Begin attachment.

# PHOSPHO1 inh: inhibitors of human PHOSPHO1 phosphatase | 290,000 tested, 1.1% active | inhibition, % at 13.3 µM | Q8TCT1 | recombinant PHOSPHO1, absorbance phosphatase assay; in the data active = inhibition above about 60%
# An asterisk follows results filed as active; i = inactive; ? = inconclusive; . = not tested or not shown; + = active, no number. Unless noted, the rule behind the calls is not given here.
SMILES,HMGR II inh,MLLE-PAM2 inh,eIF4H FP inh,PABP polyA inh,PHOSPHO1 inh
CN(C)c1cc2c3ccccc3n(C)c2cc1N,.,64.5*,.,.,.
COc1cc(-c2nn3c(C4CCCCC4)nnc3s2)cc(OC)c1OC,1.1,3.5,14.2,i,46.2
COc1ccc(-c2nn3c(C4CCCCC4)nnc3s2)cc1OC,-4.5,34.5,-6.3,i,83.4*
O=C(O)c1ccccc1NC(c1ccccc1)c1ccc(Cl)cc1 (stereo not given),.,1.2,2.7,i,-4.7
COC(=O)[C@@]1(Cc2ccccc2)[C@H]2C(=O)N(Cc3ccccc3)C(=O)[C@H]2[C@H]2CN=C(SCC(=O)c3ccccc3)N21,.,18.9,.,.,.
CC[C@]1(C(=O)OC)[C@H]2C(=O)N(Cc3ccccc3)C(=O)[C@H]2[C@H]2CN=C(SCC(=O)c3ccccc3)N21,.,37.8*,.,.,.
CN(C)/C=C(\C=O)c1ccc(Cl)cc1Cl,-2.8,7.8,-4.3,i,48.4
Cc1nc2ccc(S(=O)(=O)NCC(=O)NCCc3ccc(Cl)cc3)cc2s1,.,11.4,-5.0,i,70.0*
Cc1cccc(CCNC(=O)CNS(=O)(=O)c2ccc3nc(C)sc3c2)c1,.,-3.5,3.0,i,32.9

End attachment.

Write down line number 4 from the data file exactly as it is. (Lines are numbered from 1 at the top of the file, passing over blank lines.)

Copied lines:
CN(C)c1cc2c3ccccc3n(C)c2cc1N,.,64.5*,.,.,.